The Weapon of Young Gods #10: It’s Quiet Up Here

I know Grandma’s here when I arrive because the wind chimes are ringing. My grandparents’ one-story, Camelot-era ranch house is halfway up a tastefully crowded hill in South Laguna, and it catches the breeze coming right in from the ocean. If there’s no wind, the courtyard is still and silent as death, and I’d know she’d be off somewhere else, but today the chimes tinkle as I open the gate, and leaves float across the yard and an occasional olive plops down from the tree standing in the middle of it all. I take Mom’s key to her ex-in-laws’ house out of my pocket, wrench the massive front door open, and enter the musty, stuffy darkness that my father grew up in. There’s a little light coming in from the glory of Outside, and I pick my way with care through the gloomy kitchen to the back door. It’s very quiet, but not absolutely, so before I go back outside I say it softly, the same way I always do when I come here alone.

Previous Episode

Soundtrack (mp3): ‘It’s Quiet Up Here’ by Low Tide

“Hi Grandma.”

Hello David.

She’d always refused to call me Derek. “Um, I’ve just got some work to do in the back for a few hours, okay? Don’t mind me.”

Of course not, dear. You go right ahead.

“Thanks Grandma.”

I slide the back door open and then shut the screen behind me, and put my bag down to get to work, which really won’t be that difficult. “Gardening” at Grandpa’s usually means just turning the water on for a few hours and chilling out on the back patio. The garden is watered not by sprinklers, but a drip-system of irrigation that Grandpa installed a few years back in a fit of pique at his water bill from the city. He tore out all his sprinklers not, as we assumed, for any environmentally conscious reason, but because his Depression-era spending ethic was immensely offended at the newly-incorporated city’s water rates.

“It’s goddamed outrageous,” he used to thunder. “Those yoyos at City Hall are leeches, just leeches.”

I chuckle to myself at the memory of it while turning on every tiny tap, and then drag out one of the plastic lawn chairs onto the grass. I riffle through my bag for some sunscreen and the book I blindly saved from the donation pile, which turns out to be Mom’s copy of The Joy Luck Club, so I groan and put it back, deciding simply to sit and think, or not. It’s a gorgeous day, what’s left of it; the bike ride over was uneventful, and the exercise made me feel Purposeful and Worthwhile, and this place has always felt like a refuge to me when everything else was going beserk.

It seemed bizarre to many of our family friends that my mom would have a better relationship with her ex-parents-in-law than their own son did, but that’s exactly what happened after my parents divorced and Dad took off back East. It wasn’t that much of a surprise to me, though; my grandparents doted on Hannah and I the same way all grandparents did, but the bonus of having them only a five-minute drive away was a welcome relief to my parents, both of whom had to hold down full-time jobs during my childhood. My dad was bent on proving that he could make it in the world without any financial help from the man he called his “fat-cat father,” and that weird dynamic meant that us kids usually ended up at our grandparents’ for most of our early childhood while our parents stayed at work.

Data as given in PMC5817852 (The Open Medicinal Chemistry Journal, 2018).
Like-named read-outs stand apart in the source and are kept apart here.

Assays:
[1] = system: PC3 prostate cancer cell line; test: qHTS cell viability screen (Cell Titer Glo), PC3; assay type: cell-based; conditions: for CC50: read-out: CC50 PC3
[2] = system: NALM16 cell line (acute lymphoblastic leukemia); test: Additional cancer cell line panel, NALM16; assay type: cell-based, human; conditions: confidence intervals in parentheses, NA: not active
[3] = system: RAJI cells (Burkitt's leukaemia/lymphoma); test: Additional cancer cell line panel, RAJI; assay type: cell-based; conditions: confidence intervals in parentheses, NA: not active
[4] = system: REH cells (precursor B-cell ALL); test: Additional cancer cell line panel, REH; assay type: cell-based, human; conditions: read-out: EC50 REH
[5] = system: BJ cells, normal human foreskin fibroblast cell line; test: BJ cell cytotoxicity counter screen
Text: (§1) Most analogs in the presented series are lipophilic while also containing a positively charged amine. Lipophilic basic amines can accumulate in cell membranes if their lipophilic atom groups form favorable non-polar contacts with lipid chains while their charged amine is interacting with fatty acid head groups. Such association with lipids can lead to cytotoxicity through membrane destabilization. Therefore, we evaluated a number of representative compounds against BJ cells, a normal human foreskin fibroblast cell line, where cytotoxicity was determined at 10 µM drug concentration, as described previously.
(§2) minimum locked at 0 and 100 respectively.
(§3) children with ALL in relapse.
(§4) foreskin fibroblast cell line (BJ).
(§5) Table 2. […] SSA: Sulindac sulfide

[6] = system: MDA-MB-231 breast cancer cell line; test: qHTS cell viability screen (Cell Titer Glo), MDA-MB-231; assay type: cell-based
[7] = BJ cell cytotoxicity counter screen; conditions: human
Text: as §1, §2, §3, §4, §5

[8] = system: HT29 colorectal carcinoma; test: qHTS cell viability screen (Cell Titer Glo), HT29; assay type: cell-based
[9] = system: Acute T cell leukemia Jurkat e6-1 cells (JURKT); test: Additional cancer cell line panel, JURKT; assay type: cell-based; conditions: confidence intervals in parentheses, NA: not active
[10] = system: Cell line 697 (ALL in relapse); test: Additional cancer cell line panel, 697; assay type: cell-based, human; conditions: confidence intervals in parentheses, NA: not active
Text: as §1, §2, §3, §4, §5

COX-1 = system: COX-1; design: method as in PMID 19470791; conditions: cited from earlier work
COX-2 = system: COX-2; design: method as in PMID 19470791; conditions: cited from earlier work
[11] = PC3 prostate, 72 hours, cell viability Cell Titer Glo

We had a blast, of course, but for every good time of Grandma teaching us to play cards or reading fireside from Stevenson or Jack London, there was surreal strangeness like the time when I was home sick from school one morning, watching the Challenger explode on TV while Grandma was cleaning my barf off the bathroom floor on the other side of the house. After those wild poles, life with my parents always seemed a bit milder.

Today, though, I don’t have to think about anything. I can stretch out and listen to the water gently quench Grandpa’s thirsty flowers, and look out at the stunning but familiar view. Down in one direction, past the tiny cars on PCH, I can see the whole coastline all the way back to Dana Point, a vista blotted only by the hideous outline of the new Ritz-Carlton hotel. Grandma showed me a photo of the same view in 1965, when my grandparents first bought this property; there she was, sitting and smiling on a huge boulder, with nothing behind her but sea and sky. That same rock now lies to my left, surrounded by overgrowth but still perched like a monument.

To my right, there are a few insolent eucalyptus trees from a neighboring yard far below that prevent a clean view, but I can still make out the ocean through the leaves, and on clear, bright days like this afternoon, I can see Catalina float on the horizon like a long, skinny whale. There are a million sails out there right now; must be a regatta or something going on. A small Cessna trailing a beer ad hangs in the air down there over the beach, its faint buzzing carrying up on the breeze like a harmless insect.